I am raising a toddler. He switches from ABC to 123 to twinkle twinkle as stream of conscious ramblings lead to an ocean of discovery, and eventually a nap. He plays with sounds, saying “car, caaaar, cart,” just to feel the difference.
He has linguistic freedom that few adults still possess. It’s the freedom to make mistakes: moco-bicycle (motorcycle), gump (jump), and pintable (pineapple). In Writing Down the Bones, Natalie Goldberg helped me realize the value of this exploration:
The aim is to burn through to first thoughts, to the place where energy is unobstructed by social politeness or the internal censor, to the place where you are writing what your mind actually sees and feels, not what it thinks it should see or feel…You are not carrying the burden of ego in your expression, but are riding for moments the waves of human consciousness and using your personal details to express the ride.
As a mom I get to widen my son’s field of discovery and gently correct his mistakes, but as a writer I get to learn from someone who is artless and experimental. I am relearning something I have long forgotten, to set aside personal, familial, societal, and even professional expectations, and explore without worrying whether or not it’s a ‘waste of time.’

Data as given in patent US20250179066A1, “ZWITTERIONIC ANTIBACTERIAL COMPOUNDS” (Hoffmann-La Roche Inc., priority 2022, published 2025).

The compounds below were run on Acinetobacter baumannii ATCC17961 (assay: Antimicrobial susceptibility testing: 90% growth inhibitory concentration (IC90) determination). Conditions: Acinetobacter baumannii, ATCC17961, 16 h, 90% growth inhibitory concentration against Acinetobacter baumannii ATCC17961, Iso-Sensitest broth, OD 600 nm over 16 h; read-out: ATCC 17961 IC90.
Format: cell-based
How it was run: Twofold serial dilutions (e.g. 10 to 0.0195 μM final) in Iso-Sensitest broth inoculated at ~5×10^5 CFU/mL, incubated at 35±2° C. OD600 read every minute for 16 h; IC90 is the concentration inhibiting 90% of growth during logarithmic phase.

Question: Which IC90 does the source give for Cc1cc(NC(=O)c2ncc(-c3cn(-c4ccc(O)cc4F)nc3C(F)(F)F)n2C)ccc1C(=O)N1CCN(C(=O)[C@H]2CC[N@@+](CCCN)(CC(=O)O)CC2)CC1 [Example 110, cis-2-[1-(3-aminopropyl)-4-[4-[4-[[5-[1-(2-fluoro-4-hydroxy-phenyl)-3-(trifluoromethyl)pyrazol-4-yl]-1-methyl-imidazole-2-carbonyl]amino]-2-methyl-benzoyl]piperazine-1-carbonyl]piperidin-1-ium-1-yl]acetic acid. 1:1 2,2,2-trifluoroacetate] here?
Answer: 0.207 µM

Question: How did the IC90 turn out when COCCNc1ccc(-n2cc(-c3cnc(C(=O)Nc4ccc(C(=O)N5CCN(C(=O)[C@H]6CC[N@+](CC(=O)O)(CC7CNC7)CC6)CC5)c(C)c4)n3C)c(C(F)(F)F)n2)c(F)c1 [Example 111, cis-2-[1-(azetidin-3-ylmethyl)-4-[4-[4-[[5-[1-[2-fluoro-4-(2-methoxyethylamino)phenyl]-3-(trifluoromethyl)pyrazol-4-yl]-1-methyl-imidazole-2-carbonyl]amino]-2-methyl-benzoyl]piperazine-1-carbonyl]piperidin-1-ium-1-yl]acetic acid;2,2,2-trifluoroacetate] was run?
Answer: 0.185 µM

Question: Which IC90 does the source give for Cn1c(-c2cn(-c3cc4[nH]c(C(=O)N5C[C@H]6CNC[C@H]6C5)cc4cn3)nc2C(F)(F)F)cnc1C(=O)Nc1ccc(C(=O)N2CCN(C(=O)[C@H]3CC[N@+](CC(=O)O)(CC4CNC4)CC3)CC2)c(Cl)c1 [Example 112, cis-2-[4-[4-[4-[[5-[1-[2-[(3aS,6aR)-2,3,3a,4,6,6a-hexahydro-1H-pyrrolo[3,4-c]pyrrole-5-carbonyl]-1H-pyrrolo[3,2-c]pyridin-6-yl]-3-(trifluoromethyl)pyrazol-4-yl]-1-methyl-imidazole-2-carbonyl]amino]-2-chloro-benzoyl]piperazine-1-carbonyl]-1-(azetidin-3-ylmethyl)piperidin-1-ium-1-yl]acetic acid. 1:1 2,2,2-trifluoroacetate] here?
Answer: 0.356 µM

Goldberg has filled dozens of notebooks with blather and poetry. She lets herself write without destination. Most of those words are set aside and never looked at again, but they aren’t wasted. She encourages her readers to lower the bar.
If every time you sat down, you expected something great, writing would always be a great disappointment. Plus that expectation would also keep you from writing.
I tried to take her advice, but digging into my gut instincts meant fighting through layers of psyche. It it took time. I was uptight, grammatical, but I pushed through. My mind loosened up. Stress slipped onto the page and, when it ran dry, I turned a leaf and played.
Rest, and waiting for it to shatter. A little stiff, anticipating, but trying to taste the moments of silence.
Neck snapped for my health. Crackle-pop crick-crack geronimo.
Where is the in-between? I used to have it, but it got buried under a pile of toys. Balls, trains, dump trucks, and lemons. If I pull it out, rinse it off, will the wheels still turn?
The tidbits of thought got weirder as my my brain let go of its control-freak ways. Bizarre metaphors twisted through incomplete sentences and random words popped in just to see if they were welcome. With each page my writing got worse and worse but somehow became more true and more electric.
Free writing is the gateway to magical realism. It’s all the unexpected beauty that I want to create. Maybe the best way to find brilliance is to let yourself be a little stupid. Are you up for the challenge?